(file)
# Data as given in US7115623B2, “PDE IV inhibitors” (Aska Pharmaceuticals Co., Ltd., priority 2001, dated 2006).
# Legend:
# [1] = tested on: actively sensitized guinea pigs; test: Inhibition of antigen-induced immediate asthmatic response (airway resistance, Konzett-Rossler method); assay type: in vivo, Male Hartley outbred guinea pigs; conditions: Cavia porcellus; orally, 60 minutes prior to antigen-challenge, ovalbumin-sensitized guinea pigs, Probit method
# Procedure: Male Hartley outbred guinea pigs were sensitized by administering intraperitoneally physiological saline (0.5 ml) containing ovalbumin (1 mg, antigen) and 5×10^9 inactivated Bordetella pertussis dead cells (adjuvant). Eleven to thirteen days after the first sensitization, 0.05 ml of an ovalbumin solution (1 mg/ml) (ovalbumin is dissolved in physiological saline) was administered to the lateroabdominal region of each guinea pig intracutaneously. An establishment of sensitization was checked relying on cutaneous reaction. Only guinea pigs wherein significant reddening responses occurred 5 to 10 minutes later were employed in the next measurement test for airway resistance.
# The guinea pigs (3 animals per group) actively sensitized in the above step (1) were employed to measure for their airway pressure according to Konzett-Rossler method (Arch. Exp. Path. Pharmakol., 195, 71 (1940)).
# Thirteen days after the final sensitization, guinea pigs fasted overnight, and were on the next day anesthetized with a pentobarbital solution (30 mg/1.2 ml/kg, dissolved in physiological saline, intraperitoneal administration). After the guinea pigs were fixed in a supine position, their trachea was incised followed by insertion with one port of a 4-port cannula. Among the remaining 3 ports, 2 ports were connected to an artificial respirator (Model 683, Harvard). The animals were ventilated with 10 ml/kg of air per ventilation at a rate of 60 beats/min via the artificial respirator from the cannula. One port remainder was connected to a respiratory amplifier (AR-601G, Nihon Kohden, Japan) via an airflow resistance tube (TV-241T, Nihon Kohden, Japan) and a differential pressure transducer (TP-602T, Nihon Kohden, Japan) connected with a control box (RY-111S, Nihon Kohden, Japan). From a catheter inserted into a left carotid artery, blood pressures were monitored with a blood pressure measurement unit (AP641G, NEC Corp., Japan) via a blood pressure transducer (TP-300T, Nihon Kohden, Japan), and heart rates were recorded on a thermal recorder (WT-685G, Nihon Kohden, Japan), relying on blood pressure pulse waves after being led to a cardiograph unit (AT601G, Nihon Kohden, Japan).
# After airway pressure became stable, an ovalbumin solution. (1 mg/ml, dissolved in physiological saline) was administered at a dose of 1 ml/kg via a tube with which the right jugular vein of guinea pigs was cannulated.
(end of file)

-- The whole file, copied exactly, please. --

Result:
# Data as given in US7115623B2, “PDE IV inhibitors” (Aska Pharmaceuticals Co., Ltd., priority 2001, dated 2006).
# Legend:
# [1] = tested on: actively sensitized guinea pigs; test: Inhibition of antigen-induced immediate asthmatic response (airway resistance, Konzett-Rossler method); assay type: in vivo, Male Hartley outbred guinea pigs; conditions: Cavia porcellus; orally, 60 minutes prior to antigen-challenge, ovalbumin-sensitized guinea pigs, Probit method
# Procedure: Male Hartley outbred guinea pigs were sensitized by administering intraperitoneally physiological saline (0.5 ml) containing ovalbumin (1 mg, antigen) and 5×10^9 inactivated Bordetella pertussis dead cells (adjuvant). Eleven to thirteen days after the first sensitization, 0.05 ml of an ovalbumin solution (1 mg/ml) (ovalbumin is dissolved in physiological saline) was administered to the lateroabdominal region of each guinea pig intracutaneously. An establishment of sensitization was checked relying on cutaneous reaction. Only guinea pigs wherein significant reddening responses occurred 5 to 10 minutes later were employed in the next measurement test for airway resistance.
# The guinea pigs (3 animals per group) actively sensitized in the above step (1) were employed to measure for their airway pressure according to Konzett-Rossler method (Arch. Exp. Path. Pharmakol., 195, 71 (1940)).
# Thirteen days after the final sensitization, guinea pigs fasted overnight, and were on the next day anesthetized with a pentobarbital solution (30 mg/1.2 ml/kg, dissolved in physiological saline, intraperitoneal administration). After the guinea pigs were fixed in a supine position, their trachea was incised followed by insertion with one port of a 4-port cannula. Among the remaining 3 ports, 2 ports were connected to an artificial respirator (Model 683, Harvard). The animals were ventilated with 10 ml/kg of air per ventilation at a rate of 60 beats/min via the artificial respirator from the cannula. One port remainder was connected to a respiratory amplifier (AR-601G, Nihon Kohden, Japan) via an airflow resistance tube (TV-241T, Nihon Kohden, Japan) and a differential pressure transducer (TP-602T, Nihon Kohden, Japan) connected with a control box (RY-111S, Nihon Kohden, Japan). From a catheter inserted into a left carotid artery, blood pressures were monitored with a blood pressure measurement unit (AP641G, NEC Corp., Japan) via a blood pressure transducer (TP-300T, Nihon Kohden, Japan), and heart rates were recorded on a thermal recorder (WT-685G, Nihon Kohden, Japan), relying on blood pressure pulse waves after being led to a cardiograph unit (AT601G, Nihon Kohden, Japan).
# After airway pressure became stable, an ovalbumin solution. (1 mg/ml, dissolved in physiological saline) was administered at a dose of 1 ml/kg via a tube with which the right jugular vein of guinea pigs was cannulated.